BBC iPlayer Android app review BBC iPlayer Android app review

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Categories: Apps & Software Reviews   Tags: , ,
We love
Simple layout
We hate
Only works on Android phones which could already use BBC iPlayer
Verdict
If you've got a Froyo phone, give it a go, but all it does is save a few seconds
Launch Price
£Free
9 Pages
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BBC iPlayer Android app review

The BBC iPlayer Android app is live right now on the Android Market for all you Auntie fans to start streaming on the go. Or not quite – you see, there are a few limitations. We’ve been testing it out today and have the breakdown for you right here in our full BBC iPlayer Android app review.

Taken of its own accord, the BBC iPlayer Android app gets the job done, and by and large it does it well. It’s a quick, free download, and once you’re in, you’re presented with a visual layout of the featured, most popular and favourite (As chosen by you) shows under both TV and radio.

On our Google Nexus S, it was buttery smooth and very fast rolling between all of these, and a small drop down tab lets you rifle through categories, by channel, as well as see an EPG of live BBC channels you can tune into – previously Android users would have to used the TVCatchup.com Flash website to stream live TV. As ever with Android, you can also search for shows by both text or voice.

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Dig into the settings and you can set a parental lock for content if you don’t want your kids watching adult shows – though be aware they can skirt around that easily through the website.

More interesting is the option to change the video streaming quality: by default it’s on 500kbps, but those with HVGA screen Android phones might want to try the lower 400kbps instead (visually they don’t look all that different). What is strange however is that the high quality 800kbps stream simply wouldn’t open on our Nexus S, and actually caused it to crash or run dangerously low on memory. We’re not sure if this is meant for tablets or even more higher power phones – we’ll try it out on the LG Optimus 2X and Motorola Atrix when we get a hold of them.

Visually, on the 500kbps stream, the BBC iPlayer Android app looks just the same as when watching it through the browser: there’s the same decent framerate and on screen pause/play controls. For those worried about the space the app takes up on precious internal storage (Nexus One owners, we know your pain), the good news is the BBC iPlayer app only takes up 704KB of space, and can be moved to the SD card.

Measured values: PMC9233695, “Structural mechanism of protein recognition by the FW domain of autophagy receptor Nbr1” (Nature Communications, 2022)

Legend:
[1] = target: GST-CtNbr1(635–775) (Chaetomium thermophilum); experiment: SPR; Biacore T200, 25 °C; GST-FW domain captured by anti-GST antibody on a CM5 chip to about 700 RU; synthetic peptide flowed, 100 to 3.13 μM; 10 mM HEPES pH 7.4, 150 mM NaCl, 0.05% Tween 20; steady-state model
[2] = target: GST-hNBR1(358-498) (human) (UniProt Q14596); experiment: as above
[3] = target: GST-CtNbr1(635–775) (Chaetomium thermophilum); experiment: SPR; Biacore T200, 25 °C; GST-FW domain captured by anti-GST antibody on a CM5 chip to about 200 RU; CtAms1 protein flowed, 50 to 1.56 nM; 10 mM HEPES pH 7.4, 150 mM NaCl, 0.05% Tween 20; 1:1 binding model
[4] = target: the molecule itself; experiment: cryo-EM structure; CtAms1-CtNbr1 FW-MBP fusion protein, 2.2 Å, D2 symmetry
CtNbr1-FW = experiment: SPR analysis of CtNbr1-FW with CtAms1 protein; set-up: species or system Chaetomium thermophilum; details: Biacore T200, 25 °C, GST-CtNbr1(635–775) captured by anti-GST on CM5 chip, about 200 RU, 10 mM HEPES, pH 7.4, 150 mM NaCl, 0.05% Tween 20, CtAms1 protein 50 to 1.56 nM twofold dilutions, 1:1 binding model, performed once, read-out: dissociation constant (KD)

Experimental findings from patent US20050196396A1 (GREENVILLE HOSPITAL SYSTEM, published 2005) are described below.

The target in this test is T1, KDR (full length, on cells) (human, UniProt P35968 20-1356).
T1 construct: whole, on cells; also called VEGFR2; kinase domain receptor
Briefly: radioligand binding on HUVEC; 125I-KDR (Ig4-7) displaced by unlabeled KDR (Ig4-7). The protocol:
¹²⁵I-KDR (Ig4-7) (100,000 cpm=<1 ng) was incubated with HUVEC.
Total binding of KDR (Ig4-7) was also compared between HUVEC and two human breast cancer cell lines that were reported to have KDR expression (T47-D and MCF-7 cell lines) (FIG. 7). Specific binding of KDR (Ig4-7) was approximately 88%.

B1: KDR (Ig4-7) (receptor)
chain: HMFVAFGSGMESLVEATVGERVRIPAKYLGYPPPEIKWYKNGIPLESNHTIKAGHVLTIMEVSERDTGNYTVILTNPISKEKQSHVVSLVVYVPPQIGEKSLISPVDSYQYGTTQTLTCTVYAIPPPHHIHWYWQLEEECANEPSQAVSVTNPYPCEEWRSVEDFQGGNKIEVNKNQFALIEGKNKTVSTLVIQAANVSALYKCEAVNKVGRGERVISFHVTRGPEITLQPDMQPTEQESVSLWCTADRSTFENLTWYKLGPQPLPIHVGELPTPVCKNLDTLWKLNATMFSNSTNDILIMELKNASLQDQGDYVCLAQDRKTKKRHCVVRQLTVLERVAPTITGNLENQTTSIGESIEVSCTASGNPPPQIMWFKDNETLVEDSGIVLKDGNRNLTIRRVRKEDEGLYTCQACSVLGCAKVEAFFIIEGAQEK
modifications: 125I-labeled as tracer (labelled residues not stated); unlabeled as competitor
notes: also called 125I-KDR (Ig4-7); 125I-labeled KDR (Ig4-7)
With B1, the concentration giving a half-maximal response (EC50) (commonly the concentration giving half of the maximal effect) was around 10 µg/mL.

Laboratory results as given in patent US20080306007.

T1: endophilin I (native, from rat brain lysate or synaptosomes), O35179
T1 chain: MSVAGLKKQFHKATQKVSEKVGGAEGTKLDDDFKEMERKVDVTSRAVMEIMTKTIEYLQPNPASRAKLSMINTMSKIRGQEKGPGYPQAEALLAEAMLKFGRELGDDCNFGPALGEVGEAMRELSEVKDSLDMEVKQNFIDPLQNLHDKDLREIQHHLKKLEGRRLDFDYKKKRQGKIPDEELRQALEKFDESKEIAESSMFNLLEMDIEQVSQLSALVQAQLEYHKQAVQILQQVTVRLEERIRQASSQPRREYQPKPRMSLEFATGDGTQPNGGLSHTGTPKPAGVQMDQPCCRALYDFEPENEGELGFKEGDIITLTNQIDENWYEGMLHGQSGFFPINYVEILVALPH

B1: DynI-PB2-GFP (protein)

The problem is that other than the speedy interface, it brings little new. You can only watch over Wi-Fi, it only runs on Android 2.2 and up phones that support Flash and other than monitoring your favourites, everything it offers is already available through the browser.

In fact, the BBC have taken away more than they’ve given. This is no substitute for BeebPlayer, the unofficial app that tapped into the non-Flash video feed of shows to play video on even Android 1.5 phones, which it clamped down on last year.

So, a respectable start for the BBC iPlayer Android app, but we wish it hadn’t taken a Flash approach, and we’ll be much more interested if or when show downloads arrive in future updates.

  • Stephen

    I'd almost wish they hadn't bothered, seeing as they have alienated the majority of Android phones from using the flippin app. I've asked them the simple question on their forum about allowing an easy download page for pre 2.2 phones but I guess they'll figure out a response that suggests it's too difficult. They always claim they want to bring the iplayer to as many phones and devices as possible, but I never hear anything to that effect when it comes to Android.

  • bensillis

    I have to say it's odd that they didn't go with a HTML5 approach as with the iPhone web app. That way every Android phone could have joined in the fun.

  • Ben

    800kbps plays fine on my Nexus S. Shame there's no 3G though..

  • Mr Smith

    Pathetic. 6 months after they killed BeebPlayer the might of the BBC come up with an app that has poorer performance, fewer features and works on only a small subset of Android devices compared to an app written by a bloke in his spare time.

    Truly pathetic!

    • bensillis

      I can only hope it's to lay the groundwork for some major updates down the line – but it is rather galling, when you put it like that.

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